Literature: Mass Effect: Revelation

Mass Effect: Revelation is a novel within the Mass Effect universe.

It serves as a prequel to the first game, telling the story of how Capt. Anderson tried and failed to become a Spectre, and how Saren found Sovereign.

Mass Effect: Revelation provides examples of the following tropes:

  • Anti-Hero / Anti-Villain / Villain Protagonist: Saren.
  • Armor-Piercing Question: The asari councilor asks one of Goyle, when she asks her whether humanity has ever put the interests of the galaxy above its own interests as a species.
  • Badass Normal: In a universe with dinosaur-like aliens with extremely fast regenerative capabilities and people who can manipulate gravity with their minds, Anderson manages to kill Skarr, a member of said aliens AND able to manipulate gravity with his mind, with little more than a pistol. By himself.
  • Call Forward: The retired Admiral Grissom (not fond of visitors) goes to answer his door and wonders who it might be. "If it was a reporter, he'd punch him — or her — right in the mouth."
  • Even Evil Has Standards: Though Saren's torture of Groto was for information, Saren also stopped him from torturing a human prostitute and was disgusted by Groto's intentions. This trope is in play because Saren despises humans.
  • Eye Scream: Groto Ib-ba, a mercenary member of the batarians, a species whose members each have four eyes, gets one of them burst — not removed, burst — by his torturer during interrogation. This particular instance is also one of Pay Evil unto Evil, as the victim in question was also hateful of humans and had planned to "break" a human prostitute as a means of "stress relief". The novel says Groto even went out of his way to try and pick the weakest prostitute to make it more likely he'd break her.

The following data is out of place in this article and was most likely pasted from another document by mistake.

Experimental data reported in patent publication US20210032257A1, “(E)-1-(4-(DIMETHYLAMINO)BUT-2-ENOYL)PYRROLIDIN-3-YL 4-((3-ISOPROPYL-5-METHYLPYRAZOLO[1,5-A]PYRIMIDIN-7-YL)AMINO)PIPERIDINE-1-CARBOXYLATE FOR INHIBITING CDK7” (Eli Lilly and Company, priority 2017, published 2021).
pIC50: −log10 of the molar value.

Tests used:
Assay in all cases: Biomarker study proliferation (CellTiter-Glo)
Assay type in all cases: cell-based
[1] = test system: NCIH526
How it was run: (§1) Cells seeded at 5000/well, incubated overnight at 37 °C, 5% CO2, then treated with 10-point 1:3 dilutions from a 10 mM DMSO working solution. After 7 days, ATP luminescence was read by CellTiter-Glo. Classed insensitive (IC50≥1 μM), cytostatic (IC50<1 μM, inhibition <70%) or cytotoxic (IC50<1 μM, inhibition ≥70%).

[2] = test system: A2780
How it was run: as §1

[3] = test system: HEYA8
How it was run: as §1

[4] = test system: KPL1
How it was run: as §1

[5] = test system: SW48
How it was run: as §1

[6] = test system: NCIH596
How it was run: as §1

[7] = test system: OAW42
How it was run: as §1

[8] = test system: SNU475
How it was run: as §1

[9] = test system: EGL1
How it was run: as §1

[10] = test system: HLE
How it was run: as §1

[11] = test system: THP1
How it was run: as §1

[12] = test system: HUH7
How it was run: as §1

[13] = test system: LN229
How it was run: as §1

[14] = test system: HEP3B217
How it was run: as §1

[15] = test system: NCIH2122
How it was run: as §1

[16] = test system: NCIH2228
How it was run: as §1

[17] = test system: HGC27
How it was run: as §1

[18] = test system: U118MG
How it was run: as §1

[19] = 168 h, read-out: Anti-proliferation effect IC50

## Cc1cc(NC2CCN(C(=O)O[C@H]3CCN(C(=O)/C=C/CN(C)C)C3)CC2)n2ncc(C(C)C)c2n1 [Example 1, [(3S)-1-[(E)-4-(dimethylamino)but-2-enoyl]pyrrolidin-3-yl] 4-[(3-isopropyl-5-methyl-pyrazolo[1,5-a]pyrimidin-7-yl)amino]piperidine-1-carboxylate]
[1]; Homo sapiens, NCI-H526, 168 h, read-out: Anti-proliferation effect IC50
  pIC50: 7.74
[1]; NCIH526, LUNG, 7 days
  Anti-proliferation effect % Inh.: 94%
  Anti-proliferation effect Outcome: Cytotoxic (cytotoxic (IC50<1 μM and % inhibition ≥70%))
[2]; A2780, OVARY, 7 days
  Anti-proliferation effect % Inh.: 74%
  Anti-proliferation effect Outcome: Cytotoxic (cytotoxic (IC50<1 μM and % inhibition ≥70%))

• First Contact: The book begins just after this happens.
  • Foreshadowing: Ambassador Goyle suggests that there could already be an advanced AI out there somewhere in the galaxy (besides the geth).
  • Framing Device: Set up the Mass Effect universe, since the game was unreleased during its publication.
  • Freudian Excuse: Apparently Saren's hatred of humanity was caused by his brother's death during the First Contact War. Of course, that does nothing to defend Saren's brutal treatment of every other species that gets in his way.
  • Humanoid Aliens: Early on, the book lampshades their commonness in the franchise. Anderson subscribes to the most common explanation, that there's some undiscovered evolutionary advantage to the humanoid body structure.
  • Jack Bauer Interrogation Technique / Cold-Blooded Torture: Depending on whether you view Saren as an Anti-Hero or Villain Protagonist.
  • Mythology Gag / Self-Deprecation: There's a line somewhere about a lengthy elevator ride.
  • Prequel
  • Rule Number One:
    "I have two rules I follow," Saren explained. "The first is: never kill someone without a reason."
    "And the second?" Anderson asked, suspicious.
    "You can always find a reason to kill someone."
  • Start of Darkness: For Saren, though the story shows that he was a huge racist and Knight Templar even before he turned bad.
  • Token Romance: Anderson and Kahlee Sanders, though it does not actually go anywhere.
  • Vasquez Always Dies: Subverted; Dah is 6' 3", stated to be stronger then most of the men in her squad and with an attitude that's kept her from advancing in her career. She gets ambushed and badly hurt, but ends up recovering to full health.